Predicting the severity of HD

Predicting the Severity of Imminent Huntington Disease

An important study has led to the development of a cognitive assessment tool that could help predict the severity of Huntington disease (HD) in those close to onset.

Huntington disease (HD) - a condition that affects one’s movement, cognition, and behavior—manifests fully in adulthood.

While a genetic test can predict HD early on, clinical diagnosis relies on testing a person’s motor function and often overlooks the subtle cognitive and behavioral changes associated with HD. Adults with HD-linked mutations do, however, display an early premanifest-prodromal phase close to the onset of first symptoms. They do not exhibit specific neurological signs during this phase, but predicting future HD severity at this stage can ensure rehabilitative and nutritional interventions are started early.

We thus developed a Composite Cognitive Score (CCS) to predict the severity of future HD symptoms in individuals during the early premanifest-prodromal phase. We looked at cognitive test data from 21,343 subjects enrolled in the global ENROLL-HD study to create this CCS. We focused on individuals in the premanifest-prodromal stage, who later developed HD, and aimed to see if their CCS scores could accurately predict the severity of their HD symptoms during follow-up visits.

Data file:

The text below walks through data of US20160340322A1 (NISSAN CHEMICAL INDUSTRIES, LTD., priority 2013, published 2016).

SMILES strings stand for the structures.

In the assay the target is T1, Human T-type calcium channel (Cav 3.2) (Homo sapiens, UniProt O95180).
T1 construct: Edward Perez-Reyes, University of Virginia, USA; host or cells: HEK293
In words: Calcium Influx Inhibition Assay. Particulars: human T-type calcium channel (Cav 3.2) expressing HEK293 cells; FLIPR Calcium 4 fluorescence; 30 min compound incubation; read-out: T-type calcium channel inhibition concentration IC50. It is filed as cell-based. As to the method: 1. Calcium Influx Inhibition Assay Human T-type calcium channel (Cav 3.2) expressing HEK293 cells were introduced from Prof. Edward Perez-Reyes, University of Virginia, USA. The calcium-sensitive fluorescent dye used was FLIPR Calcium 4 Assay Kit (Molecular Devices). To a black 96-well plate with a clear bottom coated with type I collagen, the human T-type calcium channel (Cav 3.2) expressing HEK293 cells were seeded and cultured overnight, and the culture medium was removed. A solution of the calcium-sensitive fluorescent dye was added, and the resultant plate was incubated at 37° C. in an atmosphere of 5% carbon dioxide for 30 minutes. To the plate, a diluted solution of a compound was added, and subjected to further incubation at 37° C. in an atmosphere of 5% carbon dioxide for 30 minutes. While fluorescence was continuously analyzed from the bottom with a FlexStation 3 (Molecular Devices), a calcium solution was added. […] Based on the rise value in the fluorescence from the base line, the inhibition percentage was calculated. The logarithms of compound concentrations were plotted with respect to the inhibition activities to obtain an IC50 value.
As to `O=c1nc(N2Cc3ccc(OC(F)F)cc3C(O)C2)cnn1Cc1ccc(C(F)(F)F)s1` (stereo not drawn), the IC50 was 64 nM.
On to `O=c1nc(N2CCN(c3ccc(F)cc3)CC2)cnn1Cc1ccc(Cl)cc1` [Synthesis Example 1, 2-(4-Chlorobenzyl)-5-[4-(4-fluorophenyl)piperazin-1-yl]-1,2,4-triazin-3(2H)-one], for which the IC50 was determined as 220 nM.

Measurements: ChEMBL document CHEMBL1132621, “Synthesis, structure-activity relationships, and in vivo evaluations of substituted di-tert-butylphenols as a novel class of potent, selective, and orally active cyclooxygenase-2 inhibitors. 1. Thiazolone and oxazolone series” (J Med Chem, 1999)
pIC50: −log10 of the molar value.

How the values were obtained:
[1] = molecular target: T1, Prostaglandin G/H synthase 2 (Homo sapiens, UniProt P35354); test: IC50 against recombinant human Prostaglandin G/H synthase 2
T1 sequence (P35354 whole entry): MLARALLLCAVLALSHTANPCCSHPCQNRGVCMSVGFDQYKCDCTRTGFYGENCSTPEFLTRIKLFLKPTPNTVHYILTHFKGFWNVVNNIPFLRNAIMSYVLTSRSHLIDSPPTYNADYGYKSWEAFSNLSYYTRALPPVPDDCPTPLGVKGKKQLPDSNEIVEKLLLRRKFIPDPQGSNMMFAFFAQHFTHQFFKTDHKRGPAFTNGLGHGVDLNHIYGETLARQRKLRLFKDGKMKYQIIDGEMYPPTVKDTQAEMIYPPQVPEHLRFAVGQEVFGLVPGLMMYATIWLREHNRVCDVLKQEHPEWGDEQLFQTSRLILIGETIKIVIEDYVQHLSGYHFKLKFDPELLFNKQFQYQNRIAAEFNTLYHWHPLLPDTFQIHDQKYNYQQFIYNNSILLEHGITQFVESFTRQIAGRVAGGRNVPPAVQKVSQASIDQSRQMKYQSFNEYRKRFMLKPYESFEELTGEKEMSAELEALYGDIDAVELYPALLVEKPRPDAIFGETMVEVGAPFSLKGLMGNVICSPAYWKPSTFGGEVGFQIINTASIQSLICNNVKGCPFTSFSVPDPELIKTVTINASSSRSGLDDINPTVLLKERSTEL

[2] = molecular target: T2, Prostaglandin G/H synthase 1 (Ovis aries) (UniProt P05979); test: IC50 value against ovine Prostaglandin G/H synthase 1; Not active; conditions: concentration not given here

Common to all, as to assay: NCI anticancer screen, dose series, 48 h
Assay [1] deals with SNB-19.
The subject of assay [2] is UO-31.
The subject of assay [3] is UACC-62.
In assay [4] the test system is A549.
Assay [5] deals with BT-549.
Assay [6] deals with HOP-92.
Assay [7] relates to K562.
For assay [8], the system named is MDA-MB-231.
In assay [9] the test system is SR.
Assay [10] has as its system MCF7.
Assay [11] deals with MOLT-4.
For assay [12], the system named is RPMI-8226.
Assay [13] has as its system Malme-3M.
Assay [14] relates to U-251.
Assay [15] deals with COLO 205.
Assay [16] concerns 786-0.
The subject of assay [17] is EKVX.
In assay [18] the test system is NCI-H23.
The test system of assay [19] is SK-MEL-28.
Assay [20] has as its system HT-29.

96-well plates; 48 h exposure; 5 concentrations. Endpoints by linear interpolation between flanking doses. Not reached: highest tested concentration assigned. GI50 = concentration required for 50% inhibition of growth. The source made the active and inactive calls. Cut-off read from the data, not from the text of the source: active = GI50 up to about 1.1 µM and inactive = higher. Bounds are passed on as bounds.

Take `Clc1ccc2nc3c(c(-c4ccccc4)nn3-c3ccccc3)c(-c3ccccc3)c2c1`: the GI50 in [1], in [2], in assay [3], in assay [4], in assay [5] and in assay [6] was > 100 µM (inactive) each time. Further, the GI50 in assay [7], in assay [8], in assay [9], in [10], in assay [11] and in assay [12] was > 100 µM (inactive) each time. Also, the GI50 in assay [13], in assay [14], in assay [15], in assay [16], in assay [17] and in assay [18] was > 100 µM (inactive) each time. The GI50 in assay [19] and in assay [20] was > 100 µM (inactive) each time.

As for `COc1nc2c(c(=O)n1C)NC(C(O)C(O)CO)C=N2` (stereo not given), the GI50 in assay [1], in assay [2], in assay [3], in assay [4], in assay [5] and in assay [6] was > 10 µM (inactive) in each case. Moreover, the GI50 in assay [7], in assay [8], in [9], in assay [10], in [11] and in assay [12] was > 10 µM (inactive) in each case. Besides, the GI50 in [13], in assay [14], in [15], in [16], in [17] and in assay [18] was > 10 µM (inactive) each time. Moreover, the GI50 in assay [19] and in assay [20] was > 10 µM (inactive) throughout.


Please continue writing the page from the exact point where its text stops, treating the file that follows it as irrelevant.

The CCS stands out from other scoring scales by incorporating essential cognitive measures often absent in existing indices. It integrates four tests—The Symbol Digit Modality Test, Categorical Verbal Fluency Test, Stroop Color Naming test, and Stroop Word Reading test. An MS Excel model that can calculate an individual’s CCS is also available on request.

“Our findings indicate that individuals with a lower CCS during the premanifest-prodromal phase exhibit more severe HD symptoms later in life”, stated Dr. Ferdinando Squitieri, the corresponding author of the study, published on Movement Disorders Clinical Practices “Conversely, individuals with a higher CCS would display a slower progression of motor symptoms in HD”, he continued.


The CCS could thus be used to predict how severe HD symptoms will be early on, allowing for better timing of rehabilitation and interventions, such as clinical trials.

To learn more, see the attached article and watch the video.